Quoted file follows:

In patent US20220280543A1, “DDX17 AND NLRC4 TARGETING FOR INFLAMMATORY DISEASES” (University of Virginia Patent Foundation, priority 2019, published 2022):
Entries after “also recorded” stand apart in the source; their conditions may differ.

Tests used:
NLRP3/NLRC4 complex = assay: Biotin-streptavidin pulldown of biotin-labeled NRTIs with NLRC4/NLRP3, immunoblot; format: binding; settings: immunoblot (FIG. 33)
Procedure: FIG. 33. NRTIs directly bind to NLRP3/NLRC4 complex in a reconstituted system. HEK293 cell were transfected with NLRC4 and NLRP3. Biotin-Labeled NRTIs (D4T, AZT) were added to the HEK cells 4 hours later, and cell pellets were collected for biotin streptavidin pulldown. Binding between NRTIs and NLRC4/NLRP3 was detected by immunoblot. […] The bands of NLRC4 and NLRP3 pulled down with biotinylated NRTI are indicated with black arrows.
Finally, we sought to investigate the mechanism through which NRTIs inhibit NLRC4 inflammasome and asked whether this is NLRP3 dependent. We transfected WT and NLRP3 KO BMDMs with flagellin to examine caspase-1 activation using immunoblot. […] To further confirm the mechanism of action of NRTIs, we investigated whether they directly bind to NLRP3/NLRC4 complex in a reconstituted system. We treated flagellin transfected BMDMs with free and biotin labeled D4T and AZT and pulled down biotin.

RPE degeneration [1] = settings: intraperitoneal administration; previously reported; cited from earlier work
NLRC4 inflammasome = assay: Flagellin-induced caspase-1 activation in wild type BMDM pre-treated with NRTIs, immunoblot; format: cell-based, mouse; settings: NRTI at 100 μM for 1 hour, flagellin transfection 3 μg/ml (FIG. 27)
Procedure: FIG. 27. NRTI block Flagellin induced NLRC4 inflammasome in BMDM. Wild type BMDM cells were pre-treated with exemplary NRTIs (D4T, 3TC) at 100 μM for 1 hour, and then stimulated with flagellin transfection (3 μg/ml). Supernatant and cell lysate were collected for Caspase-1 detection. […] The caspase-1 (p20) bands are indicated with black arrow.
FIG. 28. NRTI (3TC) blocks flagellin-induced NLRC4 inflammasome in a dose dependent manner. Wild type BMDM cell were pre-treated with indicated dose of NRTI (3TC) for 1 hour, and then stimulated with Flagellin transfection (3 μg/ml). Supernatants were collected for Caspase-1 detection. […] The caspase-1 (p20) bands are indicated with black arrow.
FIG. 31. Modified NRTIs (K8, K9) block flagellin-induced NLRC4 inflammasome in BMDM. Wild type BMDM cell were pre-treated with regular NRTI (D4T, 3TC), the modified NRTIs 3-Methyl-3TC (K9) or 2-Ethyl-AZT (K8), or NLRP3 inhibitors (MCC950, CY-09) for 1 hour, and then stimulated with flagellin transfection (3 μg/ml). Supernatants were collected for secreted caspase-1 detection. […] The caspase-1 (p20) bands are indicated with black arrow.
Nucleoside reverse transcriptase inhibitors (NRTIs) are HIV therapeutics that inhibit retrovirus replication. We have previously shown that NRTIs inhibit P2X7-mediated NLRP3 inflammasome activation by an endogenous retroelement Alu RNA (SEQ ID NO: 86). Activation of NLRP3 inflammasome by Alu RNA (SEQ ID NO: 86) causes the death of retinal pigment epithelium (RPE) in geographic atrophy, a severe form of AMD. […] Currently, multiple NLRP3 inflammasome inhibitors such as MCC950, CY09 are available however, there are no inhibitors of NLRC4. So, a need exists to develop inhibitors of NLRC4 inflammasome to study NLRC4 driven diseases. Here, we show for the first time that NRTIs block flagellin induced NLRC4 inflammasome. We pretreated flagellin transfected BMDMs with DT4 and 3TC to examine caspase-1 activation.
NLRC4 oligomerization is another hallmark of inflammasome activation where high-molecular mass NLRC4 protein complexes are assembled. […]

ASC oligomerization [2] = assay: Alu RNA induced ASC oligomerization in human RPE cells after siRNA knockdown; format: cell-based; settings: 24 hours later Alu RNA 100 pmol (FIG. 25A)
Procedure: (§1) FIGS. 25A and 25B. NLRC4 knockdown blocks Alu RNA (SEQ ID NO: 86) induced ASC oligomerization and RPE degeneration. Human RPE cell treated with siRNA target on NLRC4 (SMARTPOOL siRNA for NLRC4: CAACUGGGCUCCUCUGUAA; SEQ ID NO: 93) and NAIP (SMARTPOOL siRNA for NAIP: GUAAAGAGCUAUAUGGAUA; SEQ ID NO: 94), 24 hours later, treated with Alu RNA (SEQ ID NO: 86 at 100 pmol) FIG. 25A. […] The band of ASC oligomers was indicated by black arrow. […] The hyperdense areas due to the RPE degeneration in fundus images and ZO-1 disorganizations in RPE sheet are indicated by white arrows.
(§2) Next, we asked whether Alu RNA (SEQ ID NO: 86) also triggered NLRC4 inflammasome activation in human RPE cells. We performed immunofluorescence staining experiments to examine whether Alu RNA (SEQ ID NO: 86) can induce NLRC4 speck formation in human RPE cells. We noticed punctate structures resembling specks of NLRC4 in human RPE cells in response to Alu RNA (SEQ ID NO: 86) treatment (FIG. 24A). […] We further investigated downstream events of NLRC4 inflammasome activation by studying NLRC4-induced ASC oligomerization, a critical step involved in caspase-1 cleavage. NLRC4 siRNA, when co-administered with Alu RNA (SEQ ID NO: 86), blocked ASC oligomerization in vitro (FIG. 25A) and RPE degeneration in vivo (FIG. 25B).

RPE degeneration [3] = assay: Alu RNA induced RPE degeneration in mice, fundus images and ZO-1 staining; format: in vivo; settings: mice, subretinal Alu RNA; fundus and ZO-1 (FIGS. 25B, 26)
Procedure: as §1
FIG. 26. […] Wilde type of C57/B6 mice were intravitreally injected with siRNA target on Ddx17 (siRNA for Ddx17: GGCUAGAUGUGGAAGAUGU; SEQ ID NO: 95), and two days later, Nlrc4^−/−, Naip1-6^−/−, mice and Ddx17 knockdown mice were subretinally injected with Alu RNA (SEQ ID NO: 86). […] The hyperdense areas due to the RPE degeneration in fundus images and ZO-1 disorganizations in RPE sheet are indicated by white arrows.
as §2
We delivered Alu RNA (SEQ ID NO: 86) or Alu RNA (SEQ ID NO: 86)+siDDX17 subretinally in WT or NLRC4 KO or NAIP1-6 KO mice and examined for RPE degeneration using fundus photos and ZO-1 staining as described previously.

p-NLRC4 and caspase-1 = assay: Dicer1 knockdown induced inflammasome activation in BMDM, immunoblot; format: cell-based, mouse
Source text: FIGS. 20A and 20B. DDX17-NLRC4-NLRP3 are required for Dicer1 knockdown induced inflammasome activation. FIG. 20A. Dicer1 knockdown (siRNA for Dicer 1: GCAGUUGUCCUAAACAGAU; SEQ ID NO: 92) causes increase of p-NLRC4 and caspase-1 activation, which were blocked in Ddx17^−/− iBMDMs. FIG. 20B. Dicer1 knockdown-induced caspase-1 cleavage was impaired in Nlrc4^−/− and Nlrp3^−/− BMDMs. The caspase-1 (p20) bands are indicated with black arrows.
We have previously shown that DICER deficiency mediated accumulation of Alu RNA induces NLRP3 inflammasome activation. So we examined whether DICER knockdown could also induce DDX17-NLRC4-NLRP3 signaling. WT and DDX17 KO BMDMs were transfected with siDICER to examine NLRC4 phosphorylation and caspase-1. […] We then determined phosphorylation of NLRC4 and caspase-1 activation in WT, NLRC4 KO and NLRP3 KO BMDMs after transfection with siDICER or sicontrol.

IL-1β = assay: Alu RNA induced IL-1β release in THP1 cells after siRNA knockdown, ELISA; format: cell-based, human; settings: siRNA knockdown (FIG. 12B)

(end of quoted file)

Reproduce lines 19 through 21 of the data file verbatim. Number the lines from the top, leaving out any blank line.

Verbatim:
FIG. 26. […] Wilde type of C57/B6 mice were intravitreally injected with siRNA target on Ddx17 (siRNA for Ddx17: GGCUAGAUGUGGAAGAUGU; SEQ ID NO: 95), and two days later, Nlrc4^−/−, Naip1-6^−/−, mice and Ddx17 knockdown mice were subretinally injected with Alu RNA (SEQ ID NO: 86). […] The hyperdense areas due to the RPE degeneration in fundus images and ZO-1 disorganizations in RPE sheet are indicated by white arrows.
as §2
We delivered Alu RNA (SEQ ID NO: 86) or Alu RNA (SEQ ID NO: 86)+siDDX17 subretinally in WT or NLRC4 KO or NAIP1-6 KO mice and examined for RPE degeneration using fundus photos and ZO-1 staining as described previously.